Now, the big question: is Asia facing a water crisis? Experts warn that water scarcity in Asia is likely to get worse over the coming decades. The continent is home to 4.5 billion people, who use around 65 per cent of the world’s water supply. About 30 per cent of the Asian population is already facing water scarcity.
Philippine agriculture minister Emmanuel Piñol tells SciDev.Net in an interview this week that the problem can be solved in spite of a rapidly expanding population.
First, he says, “people and governments must veer their mindset away from Disaster Risk Reduction Management (DRRM). For example, [they should not] just [wait] for the next typhoon to strike and then pick up the pieces of destruction and replant and repair year after year.”
Instead, Piñol recommends, “Why not be proactive? Build to resist the destruction by putting up structures that can resist Category 5 typhoons and which can house agriculture produce and protect it from destruction?” He cites German technology which can build such domed structures.
Second, Piñol continues, “Why not install deep-water solar-powered irrigation systems with technology now available, to provide water even during the dry season? This would mean agriculture production all year round.”
Third: “Make water conservation extensive and systematic. Enhance and enforce the Philippine law which requires government and citizens to construct all kinds of rainwater catchments,” the minister suggests.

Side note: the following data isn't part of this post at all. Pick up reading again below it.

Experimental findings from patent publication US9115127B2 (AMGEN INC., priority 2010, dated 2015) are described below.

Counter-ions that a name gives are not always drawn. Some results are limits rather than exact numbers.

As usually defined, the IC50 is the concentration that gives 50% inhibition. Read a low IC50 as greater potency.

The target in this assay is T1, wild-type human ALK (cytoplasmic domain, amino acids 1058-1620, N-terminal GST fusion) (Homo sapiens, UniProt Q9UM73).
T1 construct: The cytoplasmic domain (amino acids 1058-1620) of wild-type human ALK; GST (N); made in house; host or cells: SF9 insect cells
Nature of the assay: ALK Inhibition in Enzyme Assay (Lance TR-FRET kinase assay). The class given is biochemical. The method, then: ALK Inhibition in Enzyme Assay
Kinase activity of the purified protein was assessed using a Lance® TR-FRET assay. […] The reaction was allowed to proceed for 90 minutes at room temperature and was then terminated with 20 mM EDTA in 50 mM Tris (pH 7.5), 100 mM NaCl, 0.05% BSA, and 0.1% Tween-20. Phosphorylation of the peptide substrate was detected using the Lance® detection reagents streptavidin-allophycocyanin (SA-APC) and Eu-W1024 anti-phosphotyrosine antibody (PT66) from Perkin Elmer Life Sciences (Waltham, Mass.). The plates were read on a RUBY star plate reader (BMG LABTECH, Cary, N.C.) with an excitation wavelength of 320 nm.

These catchments include household tanks, deep wells, ponds in community neighbourhoods, regional and local dams as opposed to huge dams funded by foreign grants and guaranteed by national government. There is a Philippine law requiring catchments; it just needs to be refined and enforced.
Rainwater harvesting, other steps
Rainwater harvesting provides an independent water supply and will supplement the main supply. In the big islands of South-East Asia and the Pacific, this supply comes from groundwater and small lakes and rivers.
Forestry experts have long been endorsing reforestation as a long-term solution to protect the country’s dwindling watersheds. Piñol said the government must engage in serious reforestation immediately else it might be too late to save these head waters. Once destroyed, these sheds are gone forever.
We suggest exploring new technologies. We cannot ignore desalination as an option, although it is expensive as of now. But it is needed by the small islands of the Pacific which may not get enough rain eventually. Desalination has worked in the rich countries of the Middle East but may not be feasible in South-East Asia and in the Pacific islands on the same scale until a low-budget version becomes widely available. Some rich countries, such as Singapore, are now working on this technology.
On a final note, another long-term solution would be to manage the population growth in Asia, which doubled from 2.3 billion in 1975 to 4.5 billion in 2018. More people, more thirst to quench.
Crispin C. Maslog, former journalist with Agence France-Presse, is an environmental activist and former science professor, Silliman University and University of the Philippines Los Baños, Philippines. He is a founding member and now Chair of the Board, Asian Media Information and Communication Centre, Manila.
This piece was produced by SciDev.Net’s Asia & Pacific desk.